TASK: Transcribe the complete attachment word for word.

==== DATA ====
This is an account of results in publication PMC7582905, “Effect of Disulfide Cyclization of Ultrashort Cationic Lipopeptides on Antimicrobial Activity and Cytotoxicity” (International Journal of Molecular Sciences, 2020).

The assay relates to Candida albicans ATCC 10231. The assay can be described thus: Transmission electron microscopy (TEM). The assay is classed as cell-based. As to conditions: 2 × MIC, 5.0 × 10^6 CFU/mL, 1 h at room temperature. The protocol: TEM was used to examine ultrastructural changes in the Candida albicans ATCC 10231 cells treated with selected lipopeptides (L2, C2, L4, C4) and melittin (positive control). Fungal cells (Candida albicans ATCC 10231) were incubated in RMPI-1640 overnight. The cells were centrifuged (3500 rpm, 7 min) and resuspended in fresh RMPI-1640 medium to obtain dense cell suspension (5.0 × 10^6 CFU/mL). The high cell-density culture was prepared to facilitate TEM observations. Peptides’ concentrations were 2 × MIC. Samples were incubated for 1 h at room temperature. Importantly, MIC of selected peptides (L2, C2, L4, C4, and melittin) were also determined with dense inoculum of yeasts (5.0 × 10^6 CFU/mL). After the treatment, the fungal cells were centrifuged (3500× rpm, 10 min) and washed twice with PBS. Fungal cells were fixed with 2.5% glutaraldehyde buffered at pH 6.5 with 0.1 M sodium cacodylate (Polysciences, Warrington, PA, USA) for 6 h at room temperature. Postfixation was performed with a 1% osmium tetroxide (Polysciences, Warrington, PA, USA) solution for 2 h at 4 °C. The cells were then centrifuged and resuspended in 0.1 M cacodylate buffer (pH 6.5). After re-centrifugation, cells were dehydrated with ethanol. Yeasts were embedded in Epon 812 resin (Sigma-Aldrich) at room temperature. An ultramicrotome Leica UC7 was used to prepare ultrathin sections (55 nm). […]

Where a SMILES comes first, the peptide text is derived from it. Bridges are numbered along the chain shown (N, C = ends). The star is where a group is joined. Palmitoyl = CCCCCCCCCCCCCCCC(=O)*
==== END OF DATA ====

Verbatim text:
This is an account of results in publication PMC7582905, “Effect of Disulfide Cyclization of Ultrashort Cationic Lipopeptides on Antimicrobial Activity and Cytotoxicity” (International Journal of Molecular Sciences, 2020).

The assay relates to Candida albicans ATCC 10231. The assay can be described thus: Transmission electron microscopy (TEM). The assay is classed as cell-based. As to conditions: 2 × MIC, 5.0 × 10^6 CFU/mL, 1 h at room temperature. The protocol: TEM was used to examine ultrastructural changes in the Candida albicans ATCC 10231 cells treated with selected lipopeptides (L2, C2, L4, C4) and melittin (positive control). Fungal cells (Candida albicans ATCC 10231) were incubated in RMPI-1640 overnight. The cells were centrifuged (3500 rpm, 7 min) and resuspended in fresh RMPI-1640 medium to obtain dense cell suspension (5.0 × 10^6 CFU/mL). The high cell-density culture was prepared to facilitate TEM observations. Peptides’ concentrations were 2 × MIC. Samples were incubated for 1 h at room temperature. Importantly, MIC of selected peptides (L2, C2, L4, C4, and melittin) were also determined with dense inoculum of yeasts (5.0 × 10^6 CFU/mL). After the treatment, the fungal cells were centrifuged (3500× rpm, 10 min) and washed twice with PBS. Fungal cells were fixed with 2.5% glutaraldehyde buffered at pH 6.5 with 0.1 M sodium cacodylate (Polysciences, Warrington, PA, USA) for 6 h at room temperature. Postfixation was performed with a 1% osmium tetroxide (Polysciences, Warrington, PA, USA) solution for 2 h at 4 °C. The cells were then centrifuged and resuspended in 0.1 M cacodylate buffer (pH 6.5). After re-centrifugation, cells were dehydrated with ethanol. Yeasts were embedded in Epon 812 resin (Sigma-Aldrich) at room temperature. An ultramicrotome Leica UC7 was used to prepare ultrathin sections (55 nm). […]

Where a SMILES comes first, the peptide text is derived from it. Bridges are numbered along the chain shown (N, C = ends). The star is where a group is joined. Palmitoyl = CCCCCCCCCCCCCCCC(=O)*